New brief reports this month include: Strategies for Duchenne Muscular Dystrophy: Various approaches are being explored to abate the dystrophic process including cellular therapies (transplanting stem cells or myogenic precursors into muscles), molecular approaches (delivering a functional or correcting the mutant dystrophin gene), such as MyoDys, Biostrophin(R) and antisense technology, and pharmacotherapeutics, which include calcium channel blockers, calpain inhibitors, phosphodiesterase inhibitors and monoclonal antibodies; Immunotherapy for Multiple Myeloma: Increasing numbers of antibodies and immunoconjugates with anticancer drugs are entering clinical development; Acute respiratory distress syndrome is among the most frequent reasons for intensive care...
October 2005: Drug News & Perspectives
Yehuda Pollak, Adi Gilboa, Ofra Ben-Menachem, Tamir Ben-Hur, Hermona Soreq, Raz Yirmiya
Overproduction of interleukin-1 within the brain is associated with Alzheimer's disease and other neurological conditions. We report that peripheral administration of the acetylcholinesterase inhibitors tacrine, rivastigmine, neostigmine, or EN101 (an antisense oligonucleotide directed at acetylcholinesterase messenger RNA) to mice significantly attenuated the production of interleukin-1beta in the hippocampus and blood, concomitantly with the reduction in acetylcholinesterase activity. These findings demonstrate that cholinergic enhancement produces central and peripheral antiinflammatory effects and suggest a novel therapeutic mechanism for acetylcholinesterase inhibitors...
May 2005: Annals of Neurology
Barbara Pini, Tilo Grosser, John A Lawson, Tom S Price, Michael A Pack, Garret A FitzGerald
OBJECTIVE: Prostaglandin E synthases (PGESs) are being explored as antiinflammatory drug targets as alternatives to cyclooxygenase (COX)-2. Located downstream of the cyclooxygenases, PGESs catalyze PGE(2) formation, and deletion of microsomal (m)-PGES-1 abrogates inflammation. We sought to characterize the developmental expression of COX and PGES in zebrafish. METHODS AND RESULTS: We cloned zebrafish cytosolic (c) and m-PGES orthologs and mapped them to syntenic regions of chromosomes 23 and 5...
February 2005: Arteriosclerosis, Thrombosis, and Vascular Biology
Wei Duan, Jasmine H P Chan, Kelly McKay, Jeffrey R Crosby, Hui Hwa Choo, Bernard P Leung, James G Karras, W S Fred Wong
The p38 mitogen-activated protein kinase (MAPK) plays a critical role in the activation of inflammatory cells. Therefore, we investigated the antiinflammatory effects of a respirable p38alpha MAPK antisense oligonucleotide (p38alpha-ASO) in a mouse asthma model. A potent and selective p38alpha-ASO was characterized in vitro. Inhalation of aerosolized p38alpha-ASO using an aerosol chamber dosing system produced measurable lung deposition of ASO and significant reduction of ovalbumin (OVA-)-induced increases in total cells, eosinophils, and interleukin 4 (IL-4), IL-5, and IL-13 levels in bronchoalveolar lavage fluid, and dose-dependent inhibition of airway hyperresponsiveness in allergen-challenged mice...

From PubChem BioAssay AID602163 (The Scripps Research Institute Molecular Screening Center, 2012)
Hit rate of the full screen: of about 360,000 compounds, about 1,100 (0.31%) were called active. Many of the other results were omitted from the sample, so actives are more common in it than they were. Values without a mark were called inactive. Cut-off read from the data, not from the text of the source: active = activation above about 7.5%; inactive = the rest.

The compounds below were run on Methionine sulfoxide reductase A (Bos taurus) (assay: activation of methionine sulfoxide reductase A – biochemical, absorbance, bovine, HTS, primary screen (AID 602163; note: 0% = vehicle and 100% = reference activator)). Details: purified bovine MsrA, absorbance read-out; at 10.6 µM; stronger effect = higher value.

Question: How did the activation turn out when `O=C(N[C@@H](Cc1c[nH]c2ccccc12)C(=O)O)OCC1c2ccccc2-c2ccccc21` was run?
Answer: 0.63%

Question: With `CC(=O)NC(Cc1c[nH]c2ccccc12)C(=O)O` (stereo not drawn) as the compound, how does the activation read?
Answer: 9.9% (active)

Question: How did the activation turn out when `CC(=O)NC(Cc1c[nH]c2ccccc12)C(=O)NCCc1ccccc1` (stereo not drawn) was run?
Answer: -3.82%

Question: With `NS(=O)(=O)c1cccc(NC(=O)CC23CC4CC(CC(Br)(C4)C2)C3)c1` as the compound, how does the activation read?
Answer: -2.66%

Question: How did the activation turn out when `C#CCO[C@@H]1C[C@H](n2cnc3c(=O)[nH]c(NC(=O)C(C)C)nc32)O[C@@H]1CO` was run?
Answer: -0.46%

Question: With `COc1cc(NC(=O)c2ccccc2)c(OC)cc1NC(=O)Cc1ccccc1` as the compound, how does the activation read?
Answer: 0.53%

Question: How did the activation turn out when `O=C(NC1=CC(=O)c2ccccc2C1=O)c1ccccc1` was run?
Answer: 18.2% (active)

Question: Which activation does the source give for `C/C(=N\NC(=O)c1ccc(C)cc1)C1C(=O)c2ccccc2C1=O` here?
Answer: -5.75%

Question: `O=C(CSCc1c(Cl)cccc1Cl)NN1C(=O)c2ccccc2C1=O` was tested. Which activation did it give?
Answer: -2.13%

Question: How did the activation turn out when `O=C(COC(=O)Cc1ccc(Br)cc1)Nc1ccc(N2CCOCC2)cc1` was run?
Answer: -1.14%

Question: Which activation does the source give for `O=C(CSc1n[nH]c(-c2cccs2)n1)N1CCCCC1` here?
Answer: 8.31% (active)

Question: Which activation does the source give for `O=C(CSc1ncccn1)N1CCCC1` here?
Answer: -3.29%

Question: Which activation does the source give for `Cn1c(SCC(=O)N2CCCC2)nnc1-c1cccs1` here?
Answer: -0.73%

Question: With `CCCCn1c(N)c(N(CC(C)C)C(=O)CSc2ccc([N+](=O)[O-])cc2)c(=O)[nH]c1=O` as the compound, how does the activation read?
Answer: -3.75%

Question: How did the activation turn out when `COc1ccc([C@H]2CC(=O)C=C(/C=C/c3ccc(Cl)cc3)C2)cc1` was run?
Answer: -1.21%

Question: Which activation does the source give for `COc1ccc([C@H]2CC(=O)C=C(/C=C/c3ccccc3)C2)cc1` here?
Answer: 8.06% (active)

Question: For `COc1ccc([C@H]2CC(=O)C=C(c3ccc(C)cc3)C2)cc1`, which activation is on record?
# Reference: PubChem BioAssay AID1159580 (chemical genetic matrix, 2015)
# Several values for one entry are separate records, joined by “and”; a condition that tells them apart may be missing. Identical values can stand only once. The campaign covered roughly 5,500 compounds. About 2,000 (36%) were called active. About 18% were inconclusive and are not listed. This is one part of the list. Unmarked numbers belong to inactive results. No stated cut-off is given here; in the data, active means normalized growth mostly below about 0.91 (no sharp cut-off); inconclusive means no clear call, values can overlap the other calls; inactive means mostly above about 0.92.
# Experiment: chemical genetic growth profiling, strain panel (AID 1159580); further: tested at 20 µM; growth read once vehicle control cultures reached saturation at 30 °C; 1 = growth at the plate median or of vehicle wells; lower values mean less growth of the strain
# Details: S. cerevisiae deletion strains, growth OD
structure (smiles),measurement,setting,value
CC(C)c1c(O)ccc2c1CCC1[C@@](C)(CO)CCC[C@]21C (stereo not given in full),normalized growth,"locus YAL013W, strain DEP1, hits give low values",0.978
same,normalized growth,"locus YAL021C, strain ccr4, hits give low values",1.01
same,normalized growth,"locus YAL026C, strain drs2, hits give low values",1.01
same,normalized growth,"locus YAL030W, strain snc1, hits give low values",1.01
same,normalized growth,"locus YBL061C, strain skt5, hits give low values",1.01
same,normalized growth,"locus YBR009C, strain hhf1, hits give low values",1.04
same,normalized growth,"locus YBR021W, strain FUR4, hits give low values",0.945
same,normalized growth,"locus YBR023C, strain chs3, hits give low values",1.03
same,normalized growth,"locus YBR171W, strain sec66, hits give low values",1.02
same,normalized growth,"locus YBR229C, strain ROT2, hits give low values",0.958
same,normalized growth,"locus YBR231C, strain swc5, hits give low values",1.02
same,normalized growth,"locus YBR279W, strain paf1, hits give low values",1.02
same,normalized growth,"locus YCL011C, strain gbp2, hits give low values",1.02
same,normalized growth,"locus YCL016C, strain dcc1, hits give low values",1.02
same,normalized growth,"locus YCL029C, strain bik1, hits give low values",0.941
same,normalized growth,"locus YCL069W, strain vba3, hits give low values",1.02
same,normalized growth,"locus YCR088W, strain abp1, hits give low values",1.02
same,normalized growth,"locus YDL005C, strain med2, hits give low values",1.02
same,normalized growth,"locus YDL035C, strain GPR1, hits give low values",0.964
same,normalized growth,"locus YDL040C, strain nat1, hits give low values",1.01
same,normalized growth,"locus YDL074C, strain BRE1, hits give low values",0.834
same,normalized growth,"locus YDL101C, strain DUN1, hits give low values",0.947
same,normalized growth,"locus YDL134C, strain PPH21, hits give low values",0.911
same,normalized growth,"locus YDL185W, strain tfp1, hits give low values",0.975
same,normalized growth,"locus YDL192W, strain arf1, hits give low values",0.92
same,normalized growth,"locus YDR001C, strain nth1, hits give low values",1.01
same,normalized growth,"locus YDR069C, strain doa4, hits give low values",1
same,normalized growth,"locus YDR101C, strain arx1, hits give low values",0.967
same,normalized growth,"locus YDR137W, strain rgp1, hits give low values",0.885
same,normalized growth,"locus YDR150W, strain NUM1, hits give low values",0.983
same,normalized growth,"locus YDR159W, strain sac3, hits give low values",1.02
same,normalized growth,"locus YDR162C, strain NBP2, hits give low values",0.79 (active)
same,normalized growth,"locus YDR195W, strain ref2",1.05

March 15, 2005: American Journal of Respiratory and Critical Care Medicine
S Silber
The use of drugeluting stents (DES) has tackled the "Achilles' heel" of percutaneous coronary interventions (PCI) like no innovation before: the restenosis following initially successful PCI of de novo stenoses. Today, with DES, the pivotal clinical parameter TVF (target vessel failure) is in the upper single- digit range for "standard" lesions and 16% for long lesions. Numerous studies have assessed the effects of various antiproliferative and antiinflammatory substances, like Sirolimus, Tacrolimus, Everolimus, ABT-578, Biolimus, Paclitaxel, QP2 as well as of other drugs, like Dexamethasone, 17-beta-Estradiol, Batimastat, Actinomycin-D, Methotrexat, Angiopeptin, Tyrosinkinase inhibitors, Vincristin, Mitomycin, Cyclosporin, and also the C-myc antisense technology (Resten-NG, AVI-4126)...
September 2004: Zeitschrift Für Kardiologie
Roxana-Georgiana Tauşer, Ortansa Stoica
The potential therapeutic applications of the antisense strategy are illustrated by numerous examples of the oligonucleotides investigated in preclinical and clinical trials especially for antiviral, antiinflammatory, anticancer and antiatherosclerotic activity. The main advantages of the antisense oligonucleotides therapeutic candidates are comparatively discussed with the classical drugs.
January 2003: Revista Medico-chirurgicală̆ a Societă̆ţ̜ii de Medici ş̧i Naturaliş̧ti Din Iaş̧i
T Nakagawa